As a professional model, you should know how to use and fill out a modeling voucher for your bookings, especially if the booking is paid on an hourly basis and there’s not a set ending time for the day.
A modeling voucher is essentially an invoice that’s signed by the model and the client after the job is completed. This is to ensure that both you and the client agree on how many hours you worked that day so there is no discrepancy when it comes time to process your payment for the booking.
Now-days, a quick text or email to your agent when you arrive on set and another when you wrap for the day will usually suffice, but sometimes clients still like the more official version of a written voucher that they can sign. Because of this, it’s always good to have them on-hand in case the client asks for one. I’ve also used them in situations where a client has a bit of a reputation for trying to shorten the amount of hours they had a model work that day, so it was a way my agency could ensure that the I (and in turn, the agency) got the full hourly payment amount. You use one modeling voucher for each job booking. For example, if you have two bookings to do in one day, then you need to bring two modeling vouchers.
Usually once you sign with an agency, you will receive copies of vouchers or be directed to their website where you can access & print them off as needed. If you’re freelance, it’s a good idea to use vouchers for every booking that you do. You can simply look at one agencies provide and use that as a template to create your own.
So, what goes on a modeling voucher? Luckily, since these forms are usually provided by your agency and branded with their information, you just usually have to fill out your name. The client is responsible for filling out the rest of the details, such as the company name, address, and contact information, as well as the time you arrived, the time you finished, the total number of hours worked, the job details, and the rate of pay. If being used that day, I like to give my voucher to the client as soon as I arrive on set that day so they can fill out their information and note the correct start-time. Vouchers are signed as soon as the job is over, and it’s very important to check (and double-check) that everything is filled out properly and in its entirety before signing the voucher. It’s very important to note the hours worked, especially if there was any kind of lunch or break involved. If there are any discrepancies, contact your agent to discuss before signing the voucher!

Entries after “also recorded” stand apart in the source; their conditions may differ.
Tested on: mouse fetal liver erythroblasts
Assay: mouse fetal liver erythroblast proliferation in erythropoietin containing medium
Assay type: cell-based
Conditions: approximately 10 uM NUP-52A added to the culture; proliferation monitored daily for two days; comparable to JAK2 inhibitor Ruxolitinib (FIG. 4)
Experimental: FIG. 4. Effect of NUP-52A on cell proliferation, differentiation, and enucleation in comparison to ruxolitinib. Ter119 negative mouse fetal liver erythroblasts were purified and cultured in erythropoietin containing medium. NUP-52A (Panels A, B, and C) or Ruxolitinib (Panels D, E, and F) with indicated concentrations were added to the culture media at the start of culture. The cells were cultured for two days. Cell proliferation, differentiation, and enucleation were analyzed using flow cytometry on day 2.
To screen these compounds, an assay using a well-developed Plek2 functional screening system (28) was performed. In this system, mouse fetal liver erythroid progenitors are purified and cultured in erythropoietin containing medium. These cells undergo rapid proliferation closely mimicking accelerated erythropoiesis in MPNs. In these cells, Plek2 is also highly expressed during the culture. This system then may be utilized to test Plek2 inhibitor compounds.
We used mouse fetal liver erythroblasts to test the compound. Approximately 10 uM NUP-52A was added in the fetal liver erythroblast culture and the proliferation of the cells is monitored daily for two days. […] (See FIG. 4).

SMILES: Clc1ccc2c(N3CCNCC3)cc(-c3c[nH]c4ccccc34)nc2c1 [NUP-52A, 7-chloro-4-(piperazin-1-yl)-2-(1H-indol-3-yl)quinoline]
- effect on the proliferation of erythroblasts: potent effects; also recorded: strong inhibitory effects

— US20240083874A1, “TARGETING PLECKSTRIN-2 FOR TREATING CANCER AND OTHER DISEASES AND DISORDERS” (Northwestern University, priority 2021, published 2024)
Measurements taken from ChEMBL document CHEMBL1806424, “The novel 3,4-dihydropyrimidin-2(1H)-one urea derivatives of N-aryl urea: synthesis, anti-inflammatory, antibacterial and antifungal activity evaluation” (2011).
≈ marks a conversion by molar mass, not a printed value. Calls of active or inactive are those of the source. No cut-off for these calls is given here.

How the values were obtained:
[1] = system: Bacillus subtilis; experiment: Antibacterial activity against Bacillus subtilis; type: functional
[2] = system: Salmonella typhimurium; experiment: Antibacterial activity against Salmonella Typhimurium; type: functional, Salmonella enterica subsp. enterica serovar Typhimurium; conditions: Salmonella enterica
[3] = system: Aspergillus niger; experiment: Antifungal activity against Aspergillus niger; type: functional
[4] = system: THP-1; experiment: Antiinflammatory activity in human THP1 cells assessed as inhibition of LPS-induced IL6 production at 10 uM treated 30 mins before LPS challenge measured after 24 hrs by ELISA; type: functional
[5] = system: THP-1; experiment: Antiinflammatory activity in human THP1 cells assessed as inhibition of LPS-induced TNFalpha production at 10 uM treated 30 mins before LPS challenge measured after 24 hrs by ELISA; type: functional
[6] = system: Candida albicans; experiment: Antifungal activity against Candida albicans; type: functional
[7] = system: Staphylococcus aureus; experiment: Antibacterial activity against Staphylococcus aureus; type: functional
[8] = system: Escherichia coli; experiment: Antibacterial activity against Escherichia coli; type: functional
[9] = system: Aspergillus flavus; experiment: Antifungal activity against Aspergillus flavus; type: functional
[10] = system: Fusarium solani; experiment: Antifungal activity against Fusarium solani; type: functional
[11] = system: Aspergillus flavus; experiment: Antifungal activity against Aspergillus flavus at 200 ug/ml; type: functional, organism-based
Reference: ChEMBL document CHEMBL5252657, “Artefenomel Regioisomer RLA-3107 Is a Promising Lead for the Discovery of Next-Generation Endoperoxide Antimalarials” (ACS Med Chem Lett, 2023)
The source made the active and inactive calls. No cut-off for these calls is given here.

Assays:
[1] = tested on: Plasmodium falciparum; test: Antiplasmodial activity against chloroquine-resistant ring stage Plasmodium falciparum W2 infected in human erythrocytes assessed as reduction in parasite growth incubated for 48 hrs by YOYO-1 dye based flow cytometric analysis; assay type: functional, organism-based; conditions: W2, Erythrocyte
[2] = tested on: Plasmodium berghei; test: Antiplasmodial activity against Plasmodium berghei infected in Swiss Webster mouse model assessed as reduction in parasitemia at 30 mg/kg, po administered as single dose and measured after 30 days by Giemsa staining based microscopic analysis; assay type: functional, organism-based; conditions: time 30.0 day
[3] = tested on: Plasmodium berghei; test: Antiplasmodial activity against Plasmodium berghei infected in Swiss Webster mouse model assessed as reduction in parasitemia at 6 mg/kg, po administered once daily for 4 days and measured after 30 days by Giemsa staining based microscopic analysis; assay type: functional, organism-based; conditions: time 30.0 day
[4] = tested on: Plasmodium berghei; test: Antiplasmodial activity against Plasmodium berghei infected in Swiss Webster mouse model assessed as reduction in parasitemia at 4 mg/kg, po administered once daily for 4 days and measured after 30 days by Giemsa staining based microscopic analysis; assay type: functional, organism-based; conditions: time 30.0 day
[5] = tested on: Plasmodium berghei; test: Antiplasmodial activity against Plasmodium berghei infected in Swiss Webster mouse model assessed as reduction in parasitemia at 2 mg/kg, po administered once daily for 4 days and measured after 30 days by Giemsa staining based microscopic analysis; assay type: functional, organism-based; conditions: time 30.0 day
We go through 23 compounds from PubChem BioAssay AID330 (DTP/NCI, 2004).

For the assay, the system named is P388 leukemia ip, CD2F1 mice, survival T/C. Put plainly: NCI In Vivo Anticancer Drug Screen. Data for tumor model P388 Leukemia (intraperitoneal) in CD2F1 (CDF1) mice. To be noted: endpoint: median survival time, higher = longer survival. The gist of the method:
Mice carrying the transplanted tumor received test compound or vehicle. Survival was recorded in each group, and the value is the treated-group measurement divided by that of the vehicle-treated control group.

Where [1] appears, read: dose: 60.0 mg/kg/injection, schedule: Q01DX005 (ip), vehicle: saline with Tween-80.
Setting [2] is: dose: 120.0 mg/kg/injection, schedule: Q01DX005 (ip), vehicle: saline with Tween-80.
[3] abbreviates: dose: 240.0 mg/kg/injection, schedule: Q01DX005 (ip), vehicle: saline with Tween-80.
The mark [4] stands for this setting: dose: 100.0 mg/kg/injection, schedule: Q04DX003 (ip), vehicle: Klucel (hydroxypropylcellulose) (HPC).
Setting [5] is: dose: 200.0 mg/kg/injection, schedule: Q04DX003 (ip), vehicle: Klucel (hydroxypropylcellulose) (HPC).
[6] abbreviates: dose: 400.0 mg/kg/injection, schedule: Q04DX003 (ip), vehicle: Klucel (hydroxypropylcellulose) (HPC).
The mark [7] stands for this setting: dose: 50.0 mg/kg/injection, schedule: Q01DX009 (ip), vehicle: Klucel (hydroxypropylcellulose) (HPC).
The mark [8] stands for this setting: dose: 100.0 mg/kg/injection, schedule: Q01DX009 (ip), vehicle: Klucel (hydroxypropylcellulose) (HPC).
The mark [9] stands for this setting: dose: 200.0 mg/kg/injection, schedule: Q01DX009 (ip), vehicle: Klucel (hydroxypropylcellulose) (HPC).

If you happen to forget to bring a voucher to set, while it’s not the best look, it’s not the end of the world. You can simply call you agent and ask them to email you one or get one off of the agency’s website (if they post them there). The best way to ensure you never forget one is to just keep a stash of them in your model bag and make sure to replenish them whenever you run low.
Once the voucher is signed, all you have to do is send or give it to your agent or your agency’s accounting department—whatever they prefer. If your voucher isn’t the type with a carbon copy attached, I will either fill out two- one for me and one for the client, or will copy the client on the email that I send of the complete voucher to my agent. If I don’t have access to a scanner to scan the document to send via email, I’ll simply take a photo of it with my phone to send as an attachment. It’s important to get your signed voucher to your agent as quickly as you can (same day or next day is preferred) so you don’t delay the payment process for yourself or your agency.